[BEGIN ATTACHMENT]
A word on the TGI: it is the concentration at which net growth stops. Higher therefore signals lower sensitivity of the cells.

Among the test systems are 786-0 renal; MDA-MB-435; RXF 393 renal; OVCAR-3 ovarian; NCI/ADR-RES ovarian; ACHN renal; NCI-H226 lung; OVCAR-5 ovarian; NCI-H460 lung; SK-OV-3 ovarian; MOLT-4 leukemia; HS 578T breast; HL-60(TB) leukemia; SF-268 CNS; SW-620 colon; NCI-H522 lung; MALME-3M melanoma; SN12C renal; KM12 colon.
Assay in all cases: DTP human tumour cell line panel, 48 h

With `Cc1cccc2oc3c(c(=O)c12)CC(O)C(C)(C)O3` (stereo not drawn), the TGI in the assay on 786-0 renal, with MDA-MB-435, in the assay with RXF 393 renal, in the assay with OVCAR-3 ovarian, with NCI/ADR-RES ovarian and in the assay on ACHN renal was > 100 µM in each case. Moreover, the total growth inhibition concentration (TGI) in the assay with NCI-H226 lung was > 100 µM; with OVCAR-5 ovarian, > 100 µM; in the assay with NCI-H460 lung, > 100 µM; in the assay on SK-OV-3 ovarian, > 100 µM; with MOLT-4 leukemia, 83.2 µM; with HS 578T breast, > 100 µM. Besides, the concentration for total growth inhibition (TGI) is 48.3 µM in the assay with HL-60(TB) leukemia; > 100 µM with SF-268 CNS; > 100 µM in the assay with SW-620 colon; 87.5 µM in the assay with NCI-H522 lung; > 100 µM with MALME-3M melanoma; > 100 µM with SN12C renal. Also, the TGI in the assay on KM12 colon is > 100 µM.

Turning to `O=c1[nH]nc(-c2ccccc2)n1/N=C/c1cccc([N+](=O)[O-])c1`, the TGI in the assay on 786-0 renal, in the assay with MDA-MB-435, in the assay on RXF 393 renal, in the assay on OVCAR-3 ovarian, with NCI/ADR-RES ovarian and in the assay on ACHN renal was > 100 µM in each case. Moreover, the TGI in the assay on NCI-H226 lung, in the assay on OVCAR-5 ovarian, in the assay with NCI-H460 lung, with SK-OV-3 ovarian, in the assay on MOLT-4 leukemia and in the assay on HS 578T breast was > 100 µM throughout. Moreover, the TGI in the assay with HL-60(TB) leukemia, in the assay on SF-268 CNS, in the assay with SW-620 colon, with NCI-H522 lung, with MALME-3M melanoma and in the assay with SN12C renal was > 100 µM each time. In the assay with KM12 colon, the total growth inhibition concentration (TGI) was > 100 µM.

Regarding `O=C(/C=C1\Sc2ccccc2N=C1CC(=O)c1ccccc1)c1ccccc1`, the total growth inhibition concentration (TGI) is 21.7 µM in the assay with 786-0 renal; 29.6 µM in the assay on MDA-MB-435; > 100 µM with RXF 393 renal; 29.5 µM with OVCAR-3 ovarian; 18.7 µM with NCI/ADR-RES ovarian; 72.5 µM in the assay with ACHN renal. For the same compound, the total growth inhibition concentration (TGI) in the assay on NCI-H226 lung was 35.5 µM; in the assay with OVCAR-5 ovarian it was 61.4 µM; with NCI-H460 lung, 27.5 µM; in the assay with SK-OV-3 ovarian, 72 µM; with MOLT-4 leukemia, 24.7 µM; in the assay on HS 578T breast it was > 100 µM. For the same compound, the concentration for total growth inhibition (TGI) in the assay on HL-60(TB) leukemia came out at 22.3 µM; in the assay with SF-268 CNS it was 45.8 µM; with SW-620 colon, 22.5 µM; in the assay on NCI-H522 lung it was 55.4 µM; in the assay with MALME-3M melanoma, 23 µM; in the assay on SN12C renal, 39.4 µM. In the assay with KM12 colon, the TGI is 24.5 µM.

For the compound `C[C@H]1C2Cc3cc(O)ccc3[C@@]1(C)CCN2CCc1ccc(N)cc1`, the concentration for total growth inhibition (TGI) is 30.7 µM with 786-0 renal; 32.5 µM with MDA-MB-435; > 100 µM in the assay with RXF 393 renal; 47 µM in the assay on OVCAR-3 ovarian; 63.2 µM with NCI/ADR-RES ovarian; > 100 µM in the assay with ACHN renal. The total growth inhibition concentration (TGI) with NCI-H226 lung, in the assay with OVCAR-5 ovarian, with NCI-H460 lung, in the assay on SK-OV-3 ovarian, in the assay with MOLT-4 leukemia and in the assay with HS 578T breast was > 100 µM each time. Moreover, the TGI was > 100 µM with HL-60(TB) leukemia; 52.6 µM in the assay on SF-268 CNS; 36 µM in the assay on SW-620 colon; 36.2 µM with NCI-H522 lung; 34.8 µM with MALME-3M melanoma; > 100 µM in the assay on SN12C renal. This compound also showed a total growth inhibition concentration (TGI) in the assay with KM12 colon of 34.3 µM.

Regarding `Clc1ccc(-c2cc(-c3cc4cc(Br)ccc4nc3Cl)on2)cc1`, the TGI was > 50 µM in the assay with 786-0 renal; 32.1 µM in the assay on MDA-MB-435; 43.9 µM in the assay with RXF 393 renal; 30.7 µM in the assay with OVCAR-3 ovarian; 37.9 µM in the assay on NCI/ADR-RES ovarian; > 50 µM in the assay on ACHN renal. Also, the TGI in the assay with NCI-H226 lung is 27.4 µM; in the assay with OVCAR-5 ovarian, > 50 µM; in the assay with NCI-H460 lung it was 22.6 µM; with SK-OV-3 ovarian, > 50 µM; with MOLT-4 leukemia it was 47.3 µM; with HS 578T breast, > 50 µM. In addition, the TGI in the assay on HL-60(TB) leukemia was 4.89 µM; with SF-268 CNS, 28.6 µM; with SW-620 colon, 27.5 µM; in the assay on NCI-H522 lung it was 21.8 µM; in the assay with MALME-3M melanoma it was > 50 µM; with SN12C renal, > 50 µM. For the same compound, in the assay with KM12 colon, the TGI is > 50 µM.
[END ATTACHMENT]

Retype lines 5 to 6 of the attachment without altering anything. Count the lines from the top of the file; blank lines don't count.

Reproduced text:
Turning to `O=c1[nH]nc(-c2ccccc2)n1/N=C/c1cccc([N+](=O)[O-])c1`, the TGI in the assay on 786-0 renal, in the assay with MDA-MB-435, in the assay on RXF 393 renal, in the assay on OVCAR-3 ovarian, with NCI/ADR-RES ovarian and in the assay on ACHN renal was > 100 µM in each case. Moreover, the TGI in the assay on NCI-H226 lung, in the assay on OVCAR-5 ovarian, in the assay with NCI-H460 lung, with SK-OV-3 ovarian, in the assay on MOLT-4 leukemia and in the assay on HS 578T breast was > 100 µM throughout. Moreover, the TGI in the assay with HL-60(TB) leukemia, in the assay on SF-268 CNS, in the assay with SW-620 colon, with NCI-H522 lung, with MALME-3M melanoma and in the assay with SN12C renal was > 100 µM each time. In the assay with KM12 colon, the total growth inhibition concentration (TGI) was > 100 µM.

Regarding `O=C(/C=C1\Sc2ccccc2N=C1CC(=O)c1ccccc1)c1ccccc1`, the total growth inhibition concentration (TGI) is 21.7 µM in the assay with 786-0 renal; 29.6 µM in the assay on MDA-MB-435; > 100 µM with RXF 393 renal; 29.5 µM with OVCAR-3 ovarian; 18.7 µM with NCI/ADR-RES ovarian; 72.5 µM in the assay with ACHN renal. For the same compound, the total growth inhibition concentration (TGI) in the assay on NCI-H226 lung was 35.5 µM; in the assay with OVCAR-5 ovarian it was 61.4 µM; with NCI-H460 lung, 27.5 µM; in the assay with SK-OV-3 ovarian, 72 µM; with MOLT-4 leukemia, 24.7 µM; in the assay on HS 578T breast it was > 100 µM. For the same compound, the concentration for total growth inhibition (TGI) in the assay on HL-60(TB) leukemia came out at 22.3 µM; in the assay with SF-268 CNS it was 45.8 µM; with SW-620 colon, 22.5 µM; in the assay on NCI-H522 lung it was 55.4 µM; in the assay with MALME-3M melanoma, 23 µM; in the assay on SN12C renal, 39.4 µM. In the assay with KM12 colon, the TGI is 24.5 µM.